CdB: Well, depending on the metrics of the client. This is going against you, you can establish, you know, how to measure, how you’re going to measure the effects of the investments, of the return of investment of every single project. You can go both project by project, you know, you can help them to optimize a piece of communication, you know, to see if these are particular piece of coms has worked better, you know, is the way business decisions, the things the Neuro has to be able to achieve, being this client or to have a role and a voice about brad decisions. This is a thing what needed to do. But I think in every, in a project basis, you have to establish this ROI you are looking for, and anyone any other kind they are looking for as well.

 

ES: Ok, good. Talking about methodology, one piece of methodology of Neuromarketing, how big should be a sample for a Neuromarketing study? on the one hand, and on the other what would be the composition of the sample for the study?

CdB: Well, I think we come back again to the business objectives and the sample you need to look at. I mean, in terms of generally you need depending on how homogeneous is the sample. With EEG, you need a minimum of 40 people in order to have a splits in terms of gender or use it- People are talking about 30 to 40 and you are able to split this data. I think depending on the question and how robust, you know, you want to go for, you need smaller samples, I would say. But there is depending on which techniques you are. I am talking on the EEG and GSR. If you are talking about Eye-Tracking, you can do a qualitative work just ten. But then you can have a massive quantitative study of Eye Tracking, that means 200 people visiting the store. Or in Implicit Testing, normally we have samples, this goes online, and for reducing the noise, you need a kind of 130 as minimum in order to proceed. But again I think we can answer sample size restrictions according to the technique that we are using and then how homogeneous is this sample- Because for instance you go from consumer to health, the sample is much more homogeneous and therefore we can go for if we normally need these 40 people, we can go with 15, because these doctors, you know. health practitioners like hematologists are quite homogeneous and therefore we can go with much more sample size.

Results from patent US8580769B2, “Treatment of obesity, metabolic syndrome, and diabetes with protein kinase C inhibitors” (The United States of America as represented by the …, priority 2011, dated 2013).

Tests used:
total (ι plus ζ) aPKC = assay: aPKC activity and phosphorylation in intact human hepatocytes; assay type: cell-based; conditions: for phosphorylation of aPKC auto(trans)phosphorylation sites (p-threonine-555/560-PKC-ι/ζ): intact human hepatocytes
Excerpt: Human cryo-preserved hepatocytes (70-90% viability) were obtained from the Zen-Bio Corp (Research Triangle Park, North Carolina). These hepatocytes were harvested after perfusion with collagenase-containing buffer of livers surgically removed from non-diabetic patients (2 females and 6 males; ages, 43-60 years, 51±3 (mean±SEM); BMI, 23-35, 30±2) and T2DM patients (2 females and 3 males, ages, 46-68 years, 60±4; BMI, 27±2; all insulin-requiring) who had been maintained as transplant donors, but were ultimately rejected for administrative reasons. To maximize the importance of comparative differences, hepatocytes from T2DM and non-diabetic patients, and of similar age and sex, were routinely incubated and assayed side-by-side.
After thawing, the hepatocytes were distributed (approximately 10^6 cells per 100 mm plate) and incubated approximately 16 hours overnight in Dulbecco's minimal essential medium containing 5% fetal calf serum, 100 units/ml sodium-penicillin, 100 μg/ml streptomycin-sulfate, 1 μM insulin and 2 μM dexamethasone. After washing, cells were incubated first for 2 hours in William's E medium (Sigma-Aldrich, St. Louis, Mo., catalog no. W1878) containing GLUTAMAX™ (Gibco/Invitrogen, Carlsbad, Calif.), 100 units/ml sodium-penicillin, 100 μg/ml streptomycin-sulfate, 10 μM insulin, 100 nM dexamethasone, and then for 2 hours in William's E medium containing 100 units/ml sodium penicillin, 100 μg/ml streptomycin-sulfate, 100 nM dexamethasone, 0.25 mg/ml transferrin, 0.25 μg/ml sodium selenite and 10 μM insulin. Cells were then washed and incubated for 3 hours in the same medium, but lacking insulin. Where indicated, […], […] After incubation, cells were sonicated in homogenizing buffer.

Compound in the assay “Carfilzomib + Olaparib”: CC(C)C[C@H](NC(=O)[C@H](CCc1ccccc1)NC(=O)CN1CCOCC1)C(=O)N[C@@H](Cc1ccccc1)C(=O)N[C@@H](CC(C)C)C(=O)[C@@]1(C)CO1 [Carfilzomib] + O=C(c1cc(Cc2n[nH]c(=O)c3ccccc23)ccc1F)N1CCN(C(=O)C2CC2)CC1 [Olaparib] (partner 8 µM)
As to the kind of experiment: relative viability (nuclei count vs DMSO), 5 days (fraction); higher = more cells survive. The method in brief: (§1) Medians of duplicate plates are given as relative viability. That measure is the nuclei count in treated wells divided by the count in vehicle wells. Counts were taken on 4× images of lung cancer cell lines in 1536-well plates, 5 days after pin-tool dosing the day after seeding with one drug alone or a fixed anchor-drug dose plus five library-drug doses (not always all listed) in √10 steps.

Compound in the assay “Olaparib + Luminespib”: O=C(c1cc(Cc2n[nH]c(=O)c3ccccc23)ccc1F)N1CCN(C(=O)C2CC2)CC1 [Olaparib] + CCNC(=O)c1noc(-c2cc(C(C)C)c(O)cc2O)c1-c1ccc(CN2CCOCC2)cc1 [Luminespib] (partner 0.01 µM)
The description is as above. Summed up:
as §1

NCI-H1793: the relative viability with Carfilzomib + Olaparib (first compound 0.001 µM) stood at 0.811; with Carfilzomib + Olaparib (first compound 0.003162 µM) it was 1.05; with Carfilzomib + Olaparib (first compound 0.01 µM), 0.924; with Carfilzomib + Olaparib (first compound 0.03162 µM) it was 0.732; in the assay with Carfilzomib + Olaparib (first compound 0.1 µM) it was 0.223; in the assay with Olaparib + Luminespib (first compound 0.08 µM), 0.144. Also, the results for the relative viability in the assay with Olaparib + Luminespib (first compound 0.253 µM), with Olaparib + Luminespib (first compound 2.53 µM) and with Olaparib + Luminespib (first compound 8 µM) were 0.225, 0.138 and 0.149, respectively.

ES: Anything is perfect, Neuromarketing is not an exception, so what are limitations of Neuromarketing?

CdB: Well, I mean, I think there are many limitations, and neuroscience is something that we are getting close to the answers, like how advertising works, you know, that is a massive question with no answers I think neuroscience is adding an additional insight to this kind of questions that no one has been able to answer. So I think neuroscience effectively is helping to understand this, you know, has put on the table many things that before. just we could maybe test by our intuition, you know, it’s like this like this is gonna work because these are some elements while now we have an evidence like our faces, as our colleagues are saying, are important as to stories that put our culture into work, that’s why helps to get the engagement. So I think now that we have started to have a little lot of brand learnings and we are getting a kind of body of knowledge, you know, to have this intuition to something that has been scientifically proven. So neuroscience can make tangible, you know, what, many many years ago meanings as well, many people as well have been saying, you know, how this element is actually giving the whole engagement. This rational level, it didn’t make any sense, but now it can make it tangible, and I think neuroscience is what is good at, you know to show scientifically a proof that this is happening.

 

I want to continue reading the second part